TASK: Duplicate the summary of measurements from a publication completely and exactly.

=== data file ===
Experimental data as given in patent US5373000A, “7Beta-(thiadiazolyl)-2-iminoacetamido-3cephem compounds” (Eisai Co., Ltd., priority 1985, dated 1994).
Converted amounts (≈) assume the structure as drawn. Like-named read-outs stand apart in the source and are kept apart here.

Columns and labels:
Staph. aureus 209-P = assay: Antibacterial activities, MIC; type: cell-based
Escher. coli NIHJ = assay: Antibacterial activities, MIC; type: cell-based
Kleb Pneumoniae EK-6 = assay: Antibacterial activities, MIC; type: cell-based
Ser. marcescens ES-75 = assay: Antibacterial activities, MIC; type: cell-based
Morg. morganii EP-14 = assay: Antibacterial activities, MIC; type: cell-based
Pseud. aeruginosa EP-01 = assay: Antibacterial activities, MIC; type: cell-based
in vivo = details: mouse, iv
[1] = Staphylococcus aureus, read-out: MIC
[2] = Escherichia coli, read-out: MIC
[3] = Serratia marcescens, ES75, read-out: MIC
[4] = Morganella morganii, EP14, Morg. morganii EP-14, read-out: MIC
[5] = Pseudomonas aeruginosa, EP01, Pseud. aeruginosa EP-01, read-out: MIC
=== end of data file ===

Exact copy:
Experimental data as given in patent US5373000A, “7Beta-(thiadiazolyl)-2-iminoacetamido-3cephem compounds” (Eisai Co., Ltd., priority 1985, dated 1994).
Converted amounts (≈) assume the structure as drawn. Like-named read-outs stand apart in the source and are kept apart here.

Columns and labels:
Staph. aureus 209-P = assay: Antibacterial activities, MIC; type: cell-based
Escher. coli NIHJ = assay: Antibacterial activities, MIC; type: cell-based
Kleb Pneumoniae EK-6 = assay: Antibacterial activities, MIC; type: cell-based
Ser. marcescens ES-75 = assay: Antibacterial activities, MIC; type: cell-based
Morg. morganii EP-14 = assay: Antibacterial activities, MIC; type: cell-based
Pseud. aeruginosa EP-01 = assay: Antibacterial activities, MIC; type: cell-based
in vivo = details: mouse, iv
[1] = Staphylococcus aureus, read-out: MIC
[2] = Escherichia coli, read-out: MIC
[3] = Serratia marcescens, ES75, read-out: MIC
[4] = Morganella morganii, EP14, Morg. morganii EP-14, read-out: MIC
[5] = Pseudomonas aeruginosa, EP01, Pseud. aeruginosa EP-01, read-out: MIC